Through Angola in 5days!
Luanda Travel Blog› entry 63 of 98 › view all entries
It was a late start to the day once we got on the road and the next route was not like the previous days! This route hadn’t seen tar of a grader for some time. Matt on his BMW was finding it slow going and I rode in front, I find speed is better in sandy conditions. We had travelled about 50kms in 2.5hours, I had spent an hour of that waiting. I got to a small market place that sold clod drinks so stopped, got Matt a cold one also and waited for him, he was taking longer than I had thought but he was managing the route at his pace. I was keen to get moving after a while but Matt wanted to rest more and told me to continue alone a few times.
Eventually I decided it was best, he was going to try and get his visa extended at a town 150km away but I was not.
The next day I past what I thought was where the Casa Grande was, the Subsea7 compound where I stayed before. I went and had a look and found it easily from memory but none of the guys were around, the crew change was a couple of days before and had all left and the office Subsea7 people where inLuanda.
He went on across to take photos of the bridge and I finished changing my filter. I caught him up again a good bit down the road again and we headed south. After lunch by a seaside town I went in search of a bank to change money, when I got back Matt was gone, hmmm he must have rode on again as it had taken me a while going to couple of different banks before getting cash.
Riding south toLobitoand Bengula the change was dramatic, this place was white rocks and very sandy. I was treated to a beautiful fiery red sunset as I came in. Found a secure hotel to park the bike and the locals were amazed when I told them how far I’d travelled. Upon doing my daily end of day maintenance to the bike I found I’d sheared another bolt on the other side of the racking from the one that was repaired in the DRC. I managed to hold it in place with a couple of jubilee clips and a couple of straps pulling either side of the racking together.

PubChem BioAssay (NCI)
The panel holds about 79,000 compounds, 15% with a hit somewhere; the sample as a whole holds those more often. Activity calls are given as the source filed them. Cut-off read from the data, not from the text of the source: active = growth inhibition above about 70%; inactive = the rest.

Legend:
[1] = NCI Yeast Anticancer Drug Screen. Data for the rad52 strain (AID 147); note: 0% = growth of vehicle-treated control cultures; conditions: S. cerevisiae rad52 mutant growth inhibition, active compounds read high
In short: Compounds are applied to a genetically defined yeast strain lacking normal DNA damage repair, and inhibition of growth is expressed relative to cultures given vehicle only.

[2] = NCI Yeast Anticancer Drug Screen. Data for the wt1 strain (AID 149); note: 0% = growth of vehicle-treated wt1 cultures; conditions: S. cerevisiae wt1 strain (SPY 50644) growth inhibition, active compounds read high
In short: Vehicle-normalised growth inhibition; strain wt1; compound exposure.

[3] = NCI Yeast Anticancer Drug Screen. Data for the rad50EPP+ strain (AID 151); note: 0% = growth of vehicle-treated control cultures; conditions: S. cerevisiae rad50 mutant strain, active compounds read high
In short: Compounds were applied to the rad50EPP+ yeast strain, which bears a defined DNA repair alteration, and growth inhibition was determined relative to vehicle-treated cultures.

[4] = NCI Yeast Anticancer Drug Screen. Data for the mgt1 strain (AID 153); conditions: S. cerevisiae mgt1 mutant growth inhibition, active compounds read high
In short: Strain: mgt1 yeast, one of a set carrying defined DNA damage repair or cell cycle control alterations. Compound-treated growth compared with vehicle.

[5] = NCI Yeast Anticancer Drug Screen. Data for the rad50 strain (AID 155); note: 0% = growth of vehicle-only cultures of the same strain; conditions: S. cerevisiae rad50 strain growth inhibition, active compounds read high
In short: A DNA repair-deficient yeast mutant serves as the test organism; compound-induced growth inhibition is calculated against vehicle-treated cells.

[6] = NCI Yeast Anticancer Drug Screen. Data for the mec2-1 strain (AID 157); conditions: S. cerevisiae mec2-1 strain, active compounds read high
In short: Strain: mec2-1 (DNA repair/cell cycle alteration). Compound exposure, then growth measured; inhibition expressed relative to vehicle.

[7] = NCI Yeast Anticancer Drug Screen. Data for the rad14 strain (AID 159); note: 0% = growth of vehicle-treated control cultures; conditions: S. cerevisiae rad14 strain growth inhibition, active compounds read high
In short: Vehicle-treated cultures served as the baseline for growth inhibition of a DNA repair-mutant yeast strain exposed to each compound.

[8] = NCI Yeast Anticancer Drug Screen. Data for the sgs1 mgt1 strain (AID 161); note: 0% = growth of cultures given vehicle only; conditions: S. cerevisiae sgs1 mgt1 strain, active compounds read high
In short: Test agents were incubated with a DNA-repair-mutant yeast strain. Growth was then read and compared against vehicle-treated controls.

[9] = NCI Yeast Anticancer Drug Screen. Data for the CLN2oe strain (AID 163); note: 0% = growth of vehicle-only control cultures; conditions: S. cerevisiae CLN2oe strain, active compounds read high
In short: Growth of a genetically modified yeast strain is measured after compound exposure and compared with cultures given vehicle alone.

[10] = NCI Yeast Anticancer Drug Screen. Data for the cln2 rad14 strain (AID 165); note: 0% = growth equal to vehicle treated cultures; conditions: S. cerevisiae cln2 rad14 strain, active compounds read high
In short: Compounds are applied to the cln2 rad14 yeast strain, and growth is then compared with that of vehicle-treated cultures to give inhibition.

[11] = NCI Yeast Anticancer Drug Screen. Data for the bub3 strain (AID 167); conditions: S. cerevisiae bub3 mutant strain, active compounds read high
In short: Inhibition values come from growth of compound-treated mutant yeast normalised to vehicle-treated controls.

Next day I was on the road early and the secondary road had a mix of tar and 40km of rough piste. Once I had hit the tarred section again I opened the bike up but had a real lose of power. I oiled my spare air filter and put it in but the old one wasn’t that bad and I’ve had much worse, hmmmmm…. The problem was still there and I had to keep the bike revving in the power band to keep her moving, next I stopped to change the spark plug as I hadn’t been done when I serviced it. It didn’t look that bad either and was dry but put a new one in anyway as I had stripped the fuel tank and stuff off.
I’d done a good 50km after my last fuel stop on tar and didn’t notice this drop in power, and I’d also drained the carb in case water had got in from the water filled holes I went through… none and it had lots of fuel. Coming into the town ofLubangoI thought in air again and removed the air filter completely and cleaned out all dirt from the air box before riding again. She seem to ride much better, put the filter back in and rode back to a service station I’d passed and cleaned both filters with the petrol I had and installed one of them lubed up with filter oil to stop small particles of dust getting into the engine.
I don’t have the time to mess around and only have one more day left on this visa, once across intoNamibiaI knew there were civilisation and a KTM dealer, but nothing here so needed to push on. As I rode following a dying thunder storm I stopped again and put the dry air filter in and this improved it a bit, I know my bike demands lots of air and there is something up with the mixture. I had also reconnected a wire that tells the bikes brain it’s running on high octane fuel, I had disconnect this months ago for low octane inWest Africa.
It was getting dark as I rode towards Cahama, the road ended and a graded piste began along side a road under construction.